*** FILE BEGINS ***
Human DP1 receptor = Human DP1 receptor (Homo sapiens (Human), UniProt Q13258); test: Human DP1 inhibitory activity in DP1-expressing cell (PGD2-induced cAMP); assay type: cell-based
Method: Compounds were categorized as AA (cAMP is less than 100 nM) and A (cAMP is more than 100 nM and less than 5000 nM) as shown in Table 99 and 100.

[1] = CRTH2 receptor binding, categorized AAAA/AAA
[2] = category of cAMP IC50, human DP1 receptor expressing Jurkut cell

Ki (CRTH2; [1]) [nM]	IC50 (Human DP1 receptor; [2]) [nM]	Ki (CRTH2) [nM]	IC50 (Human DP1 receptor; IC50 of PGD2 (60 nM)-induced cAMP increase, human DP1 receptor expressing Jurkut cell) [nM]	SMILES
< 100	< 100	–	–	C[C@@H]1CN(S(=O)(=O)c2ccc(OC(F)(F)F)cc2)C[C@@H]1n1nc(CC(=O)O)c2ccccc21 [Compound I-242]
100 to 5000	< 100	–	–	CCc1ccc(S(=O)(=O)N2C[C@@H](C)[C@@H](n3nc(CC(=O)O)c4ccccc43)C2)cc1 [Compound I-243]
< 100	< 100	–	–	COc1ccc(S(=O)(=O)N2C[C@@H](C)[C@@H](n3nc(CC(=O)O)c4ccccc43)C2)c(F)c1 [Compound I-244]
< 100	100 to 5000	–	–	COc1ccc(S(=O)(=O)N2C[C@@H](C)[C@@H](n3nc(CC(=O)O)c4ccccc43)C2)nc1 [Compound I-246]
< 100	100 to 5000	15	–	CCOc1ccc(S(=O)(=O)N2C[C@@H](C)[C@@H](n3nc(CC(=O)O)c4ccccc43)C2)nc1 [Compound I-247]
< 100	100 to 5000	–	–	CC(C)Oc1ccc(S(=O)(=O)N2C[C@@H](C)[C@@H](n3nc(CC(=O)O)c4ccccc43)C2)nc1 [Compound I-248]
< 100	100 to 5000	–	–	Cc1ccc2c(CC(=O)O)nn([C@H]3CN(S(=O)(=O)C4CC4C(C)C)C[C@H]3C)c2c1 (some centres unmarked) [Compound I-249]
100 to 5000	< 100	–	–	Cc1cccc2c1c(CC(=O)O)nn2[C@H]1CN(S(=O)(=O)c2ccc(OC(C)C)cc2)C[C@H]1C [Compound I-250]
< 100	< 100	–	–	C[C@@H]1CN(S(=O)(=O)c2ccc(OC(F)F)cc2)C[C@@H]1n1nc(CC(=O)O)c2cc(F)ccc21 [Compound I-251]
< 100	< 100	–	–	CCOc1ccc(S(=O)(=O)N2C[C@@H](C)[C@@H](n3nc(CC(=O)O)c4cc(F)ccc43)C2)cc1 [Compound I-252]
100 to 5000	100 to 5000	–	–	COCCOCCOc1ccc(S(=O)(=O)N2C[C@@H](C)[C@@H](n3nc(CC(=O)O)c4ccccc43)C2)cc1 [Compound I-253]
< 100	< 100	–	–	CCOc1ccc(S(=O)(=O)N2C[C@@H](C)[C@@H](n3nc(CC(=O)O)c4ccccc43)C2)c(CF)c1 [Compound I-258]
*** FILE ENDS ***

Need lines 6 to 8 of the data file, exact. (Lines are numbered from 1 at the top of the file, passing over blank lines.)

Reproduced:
< 100	< 100	–	–	C[C@@H]1CN(S(=O)(=O)c2ccc(OC(F)(F)F)cc2)C[C@@H]1n1nc(CC(=O)O)c2ccccc21 [Compound I-242]
100 to 5000	< 100	–	–	CCc1ccc(S(=O)(=O)N2C[C@@H](C)[C@@H](n3nc(CC(=O)O)c4ccccc43)C2)cc1 [Compound I-243]
< 100	< 100	–	–	COc1ccc(S(=O)(=O)N2C[C@@H](C)[C@@H](n3nc(CC(=O)O)c4ccccc43)C2)c(F)c1 [Compound I-244]